course, after having achieved an A2 level in are made available through the Internet website
secondary school. Accordingly, the writing task for English Profile and through the collection of
have been designed to fit the requirements of the textbooks English Unlimited. The analysis
PET (B1 in the CEFR) official examinations. The involved two steps. First a lexical density test
first set of written work was collected during the (TTR) was applied in order to compare both
second week of class; the second set a month and essays. Secondly, in order to assess lexical
a half later, after the students had been exposed to richness according to CEFR levels, a wordlist of
regular teaching during which the first five-six each one of the assignments was elaborated and
units of a book level PET/B1 were completed. compared to the official wordlists published by
The objective of the present analysis is to the English Vocabulary Profile.
compare the degree of both lexical density and The results of the analysis show the actual level
lexical richness at the beginning and the end of of the students right after finishing secondary
the teaching period with the intention of assessing school (i.e., do the students really have an A2
their CEFR level at the beginning and the end of level?) and their level after three months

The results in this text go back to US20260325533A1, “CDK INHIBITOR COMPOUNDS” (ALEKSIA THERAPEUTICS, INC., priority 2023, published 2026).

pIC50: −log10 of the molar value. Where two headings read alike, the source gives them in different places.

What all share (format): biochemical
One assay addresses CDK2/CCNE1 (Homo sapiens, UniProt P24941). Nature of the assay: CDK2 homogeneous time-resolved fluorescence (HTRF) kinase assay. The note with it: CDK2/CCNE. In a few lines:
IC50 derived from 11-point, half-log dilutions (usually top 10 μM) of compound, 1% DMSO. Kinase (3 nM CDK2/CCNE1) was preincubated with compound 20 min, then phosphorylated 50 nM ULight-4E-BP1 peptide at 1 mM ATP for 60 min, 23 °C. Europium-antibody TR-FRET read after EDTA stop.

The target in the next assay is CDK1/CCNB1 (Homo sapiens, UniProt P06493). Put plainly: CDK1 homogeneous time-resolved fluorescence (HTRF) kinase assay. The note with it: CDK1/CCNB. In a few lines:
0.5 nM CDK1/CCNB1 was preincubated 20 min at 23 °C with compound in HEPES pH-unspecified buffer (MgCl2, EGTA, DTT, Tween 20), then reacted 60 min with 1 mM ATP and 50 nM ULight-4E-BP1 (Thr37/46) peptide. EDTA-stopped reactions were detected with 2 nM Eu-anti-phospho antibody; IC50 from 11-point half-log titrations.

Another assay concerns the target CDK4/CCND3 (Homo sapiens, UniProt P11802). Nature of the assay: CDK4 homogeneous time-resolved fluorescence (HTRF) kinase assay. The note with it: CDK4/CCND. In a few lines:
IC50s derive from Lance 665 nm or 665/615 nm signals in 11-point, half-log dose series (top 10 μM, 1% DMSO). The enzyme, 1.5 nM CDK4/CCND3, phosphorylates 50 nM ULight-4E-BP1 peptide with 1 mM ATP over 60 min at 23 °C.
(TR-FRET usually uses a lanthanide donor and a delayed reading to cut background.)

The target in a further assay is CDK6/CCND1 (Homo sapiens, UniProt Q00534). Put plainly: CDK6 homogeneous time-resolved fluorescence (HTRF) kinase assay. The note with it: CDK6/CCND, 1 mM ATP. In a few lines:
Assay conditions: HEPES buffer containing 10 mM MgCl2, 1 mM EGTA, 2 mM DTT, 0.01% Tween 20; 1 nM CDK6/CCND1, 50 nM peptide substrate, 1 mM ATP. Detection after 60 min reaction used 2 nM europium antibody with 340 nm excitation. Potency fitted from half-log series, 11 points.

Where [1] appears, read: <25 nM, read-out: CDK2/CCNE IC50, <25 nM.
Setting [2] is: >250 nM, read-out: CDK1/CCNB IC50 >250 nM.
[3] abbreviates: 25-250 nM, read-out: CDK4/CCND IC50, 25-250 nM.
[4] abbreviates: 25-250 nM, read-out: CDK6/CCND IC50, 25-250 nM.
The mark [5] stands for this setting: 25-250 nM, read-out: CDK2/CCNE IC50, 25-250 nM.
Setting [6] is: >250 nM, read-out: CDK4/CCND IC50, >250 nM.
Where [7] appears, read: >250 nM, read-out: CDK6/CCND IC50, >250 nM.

an instruction period of 3 h/week. One possible university instruction at PET level. They also
drawback of this study could be the short time indicate whether they are closer to either level at
period between the two writing tasks. However, the beginning and the end of the teaching period.

104
This study shows some preliminary results of a Geographical Text Analysis
longitudinal, larger, research project which
intends to study lexical development of the same
Mapping and spatially analysing
students during four years, with the intention of corpora
finding out possible patterns in their progression.
The results will be compared to see similarities or Ian Gregory Alistair Baron
differences between the developmental patterns of Lancaster University Lancaster University
lexical development that both lexical density and I.Gregory A.Baron
lexical richness indicate. @lancaster.ac.uk @lancaster.ac.uk
Patricia Murrieta- Andrew Hardie